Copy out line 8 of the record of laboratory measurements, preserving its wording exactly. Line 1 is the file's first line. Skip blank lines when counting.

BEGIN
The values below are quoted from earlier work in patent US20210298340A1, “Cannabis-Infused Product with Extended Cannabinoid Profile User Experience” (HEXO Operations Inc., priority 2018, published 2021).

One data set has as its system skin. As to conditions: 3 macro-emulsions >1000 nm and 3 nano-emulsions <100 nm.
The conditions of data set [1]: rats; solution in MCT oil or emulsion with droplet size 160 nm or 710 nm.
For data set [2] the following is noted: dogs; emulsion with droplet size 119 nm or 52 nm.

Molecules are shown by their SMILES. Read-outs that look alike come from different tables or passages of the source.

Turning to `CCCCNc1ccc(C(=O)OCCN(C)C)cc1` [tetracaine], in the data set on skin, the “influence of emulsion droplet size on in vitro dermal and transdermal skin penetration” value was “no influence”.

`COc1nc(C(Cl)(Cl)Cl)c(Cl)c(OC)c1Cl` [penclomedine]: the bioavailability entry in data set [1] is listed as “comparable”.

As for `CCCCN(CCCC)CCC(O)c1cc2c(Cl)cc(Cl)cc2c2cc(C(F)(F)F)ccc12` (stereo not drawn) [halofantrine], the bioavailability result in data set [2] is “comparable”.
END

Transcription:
As for `CCCCN(CCCC)CCC(O)c1cc2c(Cl)cc(Cl)cc2c2cc(C(F)(F)F)ccc12` (stereo not drawn) [halofantrine], the bioavailability result in data set [2] is “comparable”.